Generations at Risk: Reproductive Health and the Environment

By Ted Schettler | Go to book overview

11
Reflections and Recommendations

And, oftentimes, to win us to our harm,
The instruments of darkness tell us truths,
Win us with honest trifles, to betray us
In deepest consequence.

Macbeth 1,3

Exposures to toxic chemicals without the informed consent of those exposed emerges as a dominant theme throughout this book. Sometimes evidence of exposures or toxicity is disregarded, concealed, or not communicated to those who bear the risks. In other cases, the risks are unknown and unstudied, but exposures continue. Many factors conspire to maintain a system that fails to incorporate basic principles of public health practice or to acknowledge fundamental human rights: a fragmented and reactive approach to problem solving, the perception of science as completely objective, an uninformed public, an economic system that encourages rapid development and marketing of new chemical products, and the curious notion that corporations have the right to expose people to untested chemicals.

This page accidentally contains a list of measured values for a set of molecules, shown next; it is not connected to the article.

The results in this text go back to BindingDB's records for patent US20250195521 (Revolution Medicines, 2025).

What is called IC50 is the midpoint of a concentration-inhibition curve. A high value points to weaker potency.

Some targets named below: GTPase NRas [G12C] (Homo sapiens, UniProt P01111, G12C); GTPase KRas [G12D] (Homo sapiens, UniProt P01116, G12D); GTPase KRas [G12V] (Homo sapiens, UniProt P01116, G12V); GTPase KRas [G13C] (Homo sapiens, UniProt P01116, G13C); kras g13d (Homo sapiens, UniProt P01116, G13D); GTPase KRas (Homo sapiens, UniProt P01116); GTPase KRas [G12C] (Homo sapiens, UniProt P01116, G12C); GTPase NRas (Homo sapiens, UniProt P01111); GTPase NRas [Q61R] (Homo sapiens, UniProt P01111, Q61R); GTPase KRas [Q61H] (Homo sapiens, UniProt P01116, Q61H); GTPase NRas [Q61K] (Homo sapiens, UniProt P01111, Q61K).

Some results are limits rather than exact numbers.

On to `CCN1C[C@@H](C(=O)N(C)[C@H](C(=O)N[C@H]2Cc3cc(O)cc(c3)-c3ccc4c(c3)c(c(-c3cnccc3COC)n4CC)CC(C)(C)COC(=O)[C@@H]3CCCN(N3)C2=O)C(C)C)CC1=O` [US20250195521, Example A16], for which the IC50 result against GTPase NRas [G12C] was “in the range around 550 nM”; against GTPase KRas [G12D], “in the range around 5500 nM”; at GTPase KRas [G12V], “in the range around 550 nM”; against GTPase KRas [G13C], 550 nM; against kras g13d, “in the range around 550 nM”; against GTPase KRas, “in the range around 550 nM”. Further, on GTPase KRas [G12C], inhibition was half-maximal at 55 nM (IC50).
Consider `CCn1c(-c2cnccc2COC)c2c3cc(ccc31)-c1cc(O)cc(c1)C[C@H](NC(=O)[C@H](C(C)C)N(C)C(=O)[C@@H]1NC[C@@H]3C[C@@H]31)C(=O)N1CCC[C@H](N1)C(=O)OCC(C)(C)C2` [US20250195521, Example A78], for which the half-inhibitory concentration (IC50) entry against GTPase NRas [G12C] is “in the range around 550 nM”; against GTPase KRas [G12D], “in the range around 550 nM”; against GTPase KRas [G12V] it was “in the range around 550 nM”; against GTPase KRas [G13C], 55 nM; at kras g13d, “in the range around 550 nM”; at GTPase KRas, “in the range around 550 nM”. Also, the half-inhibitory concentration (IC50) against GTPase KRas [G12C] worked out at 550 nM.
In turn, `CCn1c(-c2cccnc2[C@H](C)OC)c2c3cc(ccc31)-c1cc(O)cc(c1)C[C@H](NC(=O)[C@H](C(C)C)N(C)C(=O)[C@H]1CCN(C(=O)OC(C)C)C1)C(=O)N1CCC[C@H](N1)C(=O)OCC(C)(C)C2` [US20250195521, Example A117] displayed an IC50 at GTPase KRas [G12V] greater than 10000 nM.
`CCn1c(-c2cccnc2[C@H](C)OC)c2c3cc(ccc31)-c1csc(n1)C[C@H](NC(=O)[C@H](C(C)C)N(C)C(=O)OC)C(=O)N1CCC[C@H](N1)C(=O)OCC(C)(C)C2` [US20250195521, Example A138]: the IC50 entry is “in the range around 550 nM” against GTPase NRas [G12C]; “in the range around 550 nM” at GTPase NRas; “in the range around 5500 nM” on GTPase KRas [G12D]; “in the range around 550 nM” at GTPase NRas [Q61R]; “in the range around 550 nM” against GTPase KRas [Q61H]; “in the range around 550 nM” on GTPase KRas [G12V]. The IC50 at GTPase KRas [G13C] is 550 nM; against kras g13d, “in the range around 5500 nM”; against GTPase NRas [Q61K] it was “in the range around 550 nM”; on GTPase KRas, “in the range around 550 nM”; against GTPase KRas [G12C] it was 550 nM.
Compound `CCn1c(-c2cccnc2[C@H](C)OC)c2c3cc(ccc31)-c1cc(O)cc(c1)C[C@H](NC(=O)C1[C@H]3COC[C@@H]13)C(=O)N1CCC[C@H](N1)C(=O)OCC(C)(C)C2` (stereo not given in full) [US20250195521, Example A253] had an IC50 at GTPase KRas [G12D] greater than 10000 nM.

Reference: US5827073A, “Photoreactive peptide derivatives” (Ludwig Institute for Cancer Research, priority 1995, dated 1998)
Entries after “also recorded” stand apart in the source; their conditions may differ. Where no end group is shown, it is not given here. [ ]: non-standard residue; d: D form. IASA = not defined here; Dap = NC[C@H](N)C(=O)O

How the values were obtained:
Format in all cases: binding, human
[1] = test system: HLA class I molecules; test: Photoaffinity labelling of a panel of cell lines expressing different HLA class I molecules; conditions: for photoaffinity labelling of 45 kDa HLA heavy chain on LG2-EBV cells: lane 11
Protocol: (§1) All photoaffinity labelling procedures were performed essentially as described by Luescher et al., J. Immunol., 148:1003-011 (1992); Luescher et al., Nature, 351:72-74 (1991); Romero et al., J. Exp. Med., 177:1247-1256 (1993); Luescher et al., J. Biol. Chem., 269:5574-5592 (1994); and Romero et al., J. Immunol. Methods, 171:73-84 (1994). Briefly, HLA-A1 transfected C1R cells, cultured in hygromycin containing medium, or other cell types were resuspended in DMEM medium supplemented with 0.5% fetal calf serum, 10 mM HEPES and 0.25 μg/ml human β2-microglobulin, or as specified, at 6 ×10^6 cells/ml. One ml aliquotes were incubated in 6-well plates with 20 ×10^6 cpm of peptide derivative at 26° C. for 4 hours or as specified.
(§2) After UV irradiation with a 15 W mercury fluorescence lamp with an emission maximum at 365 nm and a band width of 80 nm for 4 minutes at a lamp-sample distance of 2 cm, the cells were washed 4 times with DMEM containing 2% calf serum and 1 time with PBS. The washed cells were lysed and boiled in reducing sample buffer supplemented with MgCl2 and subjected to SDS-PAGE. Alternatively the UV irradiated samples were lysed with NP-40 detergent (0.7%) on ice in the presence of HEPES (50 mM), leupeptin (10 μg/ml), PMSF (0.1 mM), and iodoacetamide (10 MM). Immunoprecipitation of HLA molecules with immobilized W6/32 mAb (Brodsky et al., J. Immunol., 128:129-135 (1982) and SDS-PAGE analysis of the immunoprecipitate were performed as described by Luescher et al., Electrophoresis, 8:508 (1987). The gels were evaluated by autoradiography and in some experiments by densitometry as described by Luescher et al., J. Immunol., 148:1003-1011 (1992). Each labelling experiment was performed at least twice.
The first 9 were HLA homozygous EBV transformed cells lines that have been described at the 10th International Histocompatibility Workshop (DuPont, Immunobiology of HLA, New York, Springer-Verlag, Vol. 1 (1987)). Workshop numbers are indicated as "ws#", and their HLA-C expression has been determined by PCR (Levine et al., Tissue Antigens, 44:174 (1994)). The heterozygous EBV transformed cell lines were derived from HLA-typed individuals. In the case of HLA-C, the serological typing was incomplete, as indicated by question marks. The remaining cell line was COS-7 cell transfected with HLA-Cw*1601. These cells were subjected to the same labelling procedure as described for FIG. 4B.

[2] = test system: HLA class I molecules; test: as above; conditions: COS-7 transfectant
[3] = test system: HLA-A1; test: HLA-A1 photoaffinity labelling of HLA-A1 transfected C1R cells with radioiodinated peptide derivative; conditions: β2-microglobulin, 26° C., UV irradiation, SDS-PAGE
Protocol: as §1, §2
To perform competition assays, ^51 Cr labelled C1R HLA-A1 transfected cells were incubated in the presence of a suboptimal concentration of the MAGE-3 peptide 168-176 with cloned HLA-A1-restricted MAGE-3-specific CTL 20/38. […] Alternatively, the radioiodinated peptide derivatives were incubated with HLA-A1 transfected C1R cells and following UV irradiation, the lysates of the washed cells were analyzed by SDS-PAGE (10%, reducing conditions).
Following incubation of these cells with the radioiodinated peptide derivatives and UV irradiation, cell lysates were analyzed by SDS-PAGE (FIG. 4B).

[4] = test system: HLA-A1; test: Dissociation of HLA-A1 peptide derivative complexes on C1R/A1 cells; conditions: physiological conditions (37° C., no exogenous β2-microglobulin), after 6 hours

The complexities of modern, industrial society encourage specialization, fragmented thinking, and a reductionist worldview. We divide complex issues into pieces to manage them more efficiently, neglecting to reassemble them for more integrated analysis. This tendency is pervasive in science and is reflected in civil and political institutions. Physicians

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